Minors | General | 10/31/2019

Peterson part of bright future

Stephanie Wakefield        
Photo: David Peterson (Stephanie Wakefield)

SCOTTSDALE, Ariz. – Every kid dreams of playing in the big leagues one day, but not every kid gets that opportunity.

For one future Mets pitcher, however, his childhood dream is becoming a reality.

“As far back as I can remember, the only thing I've ever wanted to do is play in the major leagues, so I think once I got older and realized the talent that I had it became more of a reality, but it's always been my number one dream and number one goal,” said David Peterson.

Peterson, a 6-foot-6, 240-pound lefthanded pitcher from Colorado, let his arm do the talking in the Arizona Fall League where he dominated on the mound. The 24-year old started his journey long before the Fall League during his 2015 freshman year at Oregon.

“When I got there my freshman year and I was in the starting rotation it, it gave me the confidence and the knowledge that I was good enough to play at that level” Peterson said. “So that was a big step for me, and then over the next two years just did a lot of growing up as a pitcher and as a player physically and mentally, growing into my body more coming from being an 18-year-old high school kid to 21-year-old junior getting drafted.”

Going from a freshman year where he set the Oregon school record for most strikeouts by a freshman with 81 over 82 innings pitched to a junior year where he finished the season 11-4 with a 2.51 ERA, something changed for Peterson and that something was the hiring of a new pitching coach.

“I think the biggest step for me from college to pro ball was my junior year when we hired Jason Dietrich as the pitching coach at Oregon, and I latched on to him right away and tried to spend as much time with him as I could and pick his brain because he had such a good reputation,” Peterson said. “I tried to get to know him as quickly as I could. We have a really good relationship and I talk to him all the time.”

The New York Mets used the 20th overall pick in the 2017 amateur draft to take Peterson, who wasn’t sure where he would land.

“I really didn't have a clue. It wasn't like before the draft that they were one of the top teams that I thought was going to take a chance on me. I had a meeting with the area scout, but there was nothing really more beyond that I didn't talk to any of the scouting directors or anything like that,” Peterson said.

After being drafted, Peterson worked his way through the minor league system where he finished the 2019 season with the Double-A Binghamton Rumble Ponies.

“I'm very grateful for the opportunity that [the Mets have] given me, and I think I'm in a really good position,” said Peterson.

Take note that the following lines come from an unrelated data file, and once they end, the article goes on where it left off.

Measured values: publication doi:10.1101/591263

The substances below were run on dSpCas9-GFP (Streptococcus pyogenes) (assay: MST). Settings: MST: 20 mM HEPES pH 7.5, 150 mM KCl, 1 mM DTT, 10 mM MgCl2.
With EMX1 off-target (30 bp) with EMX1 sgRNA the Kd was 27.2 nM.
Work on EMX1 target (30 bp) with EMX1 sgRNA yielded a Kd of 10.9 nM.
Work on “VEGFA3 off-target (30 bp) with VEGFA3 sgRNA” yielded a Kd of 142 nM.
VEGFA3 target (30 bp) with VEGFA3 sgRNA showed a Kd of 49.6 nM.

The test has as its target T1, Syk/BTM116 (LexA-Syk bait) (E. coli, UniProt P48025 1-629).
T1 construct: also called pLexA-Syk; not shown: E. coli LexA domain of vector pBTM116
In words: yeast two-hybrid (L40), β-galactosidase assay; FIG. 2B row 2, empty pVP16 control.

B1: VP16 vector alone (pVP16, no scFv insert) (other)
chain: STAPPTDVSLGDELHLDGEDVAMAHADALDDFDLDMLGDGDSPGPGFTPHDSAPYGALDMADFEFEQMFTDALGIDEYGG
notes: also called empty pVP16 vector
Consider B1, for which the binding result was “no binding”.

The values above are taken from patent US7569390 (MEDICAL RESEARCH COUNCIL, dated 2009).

Peterson finished his 2019 season with 4.19 ERA and 1.34 WHIP, including 122 strikeouts in 116 innings pitched. He has pitched to the tune of a 3.46 ERA in the Fall League with 13 strikeouts in 13 innings, as well.

For Peterson, his journey to college and professional baseball started taking shape during his Perfect Game showcases and tournaments.

“Perfect Game was big for me growing up, going to showcases and playing in some of the tournaments. The Perfect Game Junior National ended up getting me a connection with the travel team outside of Colorado,” Peterson said. “That was a huge connection for me, and it really got me that nationwide exposure that I wanted and needed to pursue the best opportunity I could in college. I think it opened up a lot of doors for me in terms of professional scouting out of high school, as well as seeing the attention from the colleges that I got.”

Peterson said his favorite Perfect Game memory came during the 2013 PG All-American Classic at Petco Park in San Diego, Calif.

“That was a huge experience for me being in a big-league park pitching against the best high school hitters in the nation. I remember the West won and we all had the huge dog pile that made it on SportsCenter. It is a memory that I'll remember forever,” Peterson said.

Baseball isn’t the only thing Peterson is juggling this baseball season. He was married on the last Saturday in October.

“It's been a very interesting year for sure. Proposing last offseason, I was trying to get some of the big details out of the way before I left for spring training,” Peterson said. “Then I obviously missed a ton of the planning and a lot of the details, and I'm very grateful to have a fiancée that has worked so hard on putting this whole thing together for us. I got to go home for about a week before I came out here and kind of catch up on some of the wedding stuff, but it's definitely been difficult being away from her and her having to do the whole thing.”

Peterson is looking forward to the season ahead and making it to New York to showcase his skillset with the Mets.

“I think I have an opportunity to be in their rotation and make an impact in their rotation in a different way than some of the guys that are up there. I think that's the biggest thing is kind of the opportunity that I've been given. And it's just about working as hard as I can to put myself in a position to let them know that I'm ready,” said Peterson.

The Mets missed out on a playoff spot by three, but Peterson wants to encourage fans to stay positive for the future.

“I think what the team this year did, to try and fight and claw their way back into the wild card up until basically the last game of the year, was fun to watch from the outside,” Peterson said. “I think there's a lot of positives to come in the future for the organization and for the big-league club in particular. There's a lot of young guys on the team, and I think there's a solid veteran corps up there that has the experience. It's just about putting all the pieces together.”

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